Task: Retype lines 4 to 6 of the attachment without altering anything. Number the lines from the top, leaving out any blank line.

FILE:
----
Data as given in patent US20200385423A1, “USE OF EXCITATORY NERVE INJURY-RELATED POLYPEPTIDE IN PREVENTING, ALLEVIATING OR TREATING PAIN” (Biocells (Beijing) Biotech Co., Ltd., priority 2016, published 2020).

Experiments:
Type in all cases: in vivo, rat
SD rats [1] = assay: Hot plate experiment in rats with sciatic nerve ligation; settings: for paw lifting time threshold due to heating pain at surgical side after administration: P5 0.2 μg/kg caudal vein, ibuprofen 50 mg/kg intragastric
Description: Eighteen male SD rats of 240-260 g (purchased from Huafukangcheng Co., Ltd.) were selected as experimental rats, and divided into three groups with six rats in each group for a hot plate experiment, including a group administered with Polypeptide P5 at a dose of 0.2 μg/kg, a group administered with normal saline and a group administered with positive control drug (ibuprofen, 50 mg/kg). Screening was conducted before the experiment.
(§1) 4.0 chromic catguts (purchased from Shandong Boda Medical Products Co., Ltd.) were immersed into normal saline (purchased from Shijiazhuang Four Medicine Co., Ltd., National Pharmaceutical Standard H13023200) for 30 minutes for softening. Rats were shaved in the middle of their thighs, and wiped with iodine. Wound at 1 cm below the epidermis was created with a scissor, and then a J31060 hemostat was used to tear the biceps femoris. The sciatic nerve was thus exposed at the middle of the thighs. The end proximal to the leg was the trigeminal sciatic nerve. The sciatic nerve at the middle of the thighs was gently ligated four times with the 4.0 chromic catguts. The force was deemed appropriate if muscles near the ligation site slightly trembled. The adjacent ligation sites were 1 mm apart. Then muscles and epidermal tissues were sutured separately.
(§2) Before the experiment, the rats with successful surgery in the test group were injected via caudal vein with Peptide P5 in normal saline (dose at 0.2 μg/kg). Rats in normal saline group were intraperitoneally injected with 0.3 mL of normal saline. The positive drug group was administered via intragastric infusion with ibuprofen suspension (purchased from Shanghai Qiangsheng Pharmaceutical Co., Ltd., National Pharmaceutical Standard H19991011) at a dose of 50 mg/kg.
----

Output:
SD rats [1] = assay: Hot plate experiment in rats with sciatic nerve ligation; settings: for paw lifting time threshold due to heating pain at surgical side after administration: P5 0.2 μg/kg caudal vein, ibuprofen 50 mg/kg intragastric
Description: Eighteen male SD rats of 240-260 g (purchased from Huafukangcheng Co., Ltd.) were selected as experimental rats, and divided into three groups with six rats in each group for a hot plate experiment, including a group administered with Polypeptide P5 at a dose of 0.2 μg/kg, a group administered with normal saline and a group administered with positive control drug (ibuprofen, 50 mg/kg). Screening was conducted before the experiment.
(§1) 4.0 chromic catguts (purchased from Shandong Boda Medical Products Co., Ltd.) were immersed into normal saline (purchased from Shijiazhuang Four Medicine Co., Ltd., National Pharmaceutical Standard H13023200) for 30 minutes for softening. Rats were shaved in the middle of their thighs, and wiped with iodine. Wound at 1 cm below the epidermis was created with a scissor, and then a J31060 hemostat was used to tear the biceps femoris. The sciatic nerve was thus exposed at the middle of the thighs. The end proximal to the leg was the trigeminal sciatic nerve. The sciatic nerve at the middle of the thighs was gently ligated four times with the 4.0 chromic catguts. The force was deemed appropriate if muscles near the ligation site slightly trembled. The adjacent ligation sites were 1 mm apart. Then muscles and epidermal tissues were sutured separately.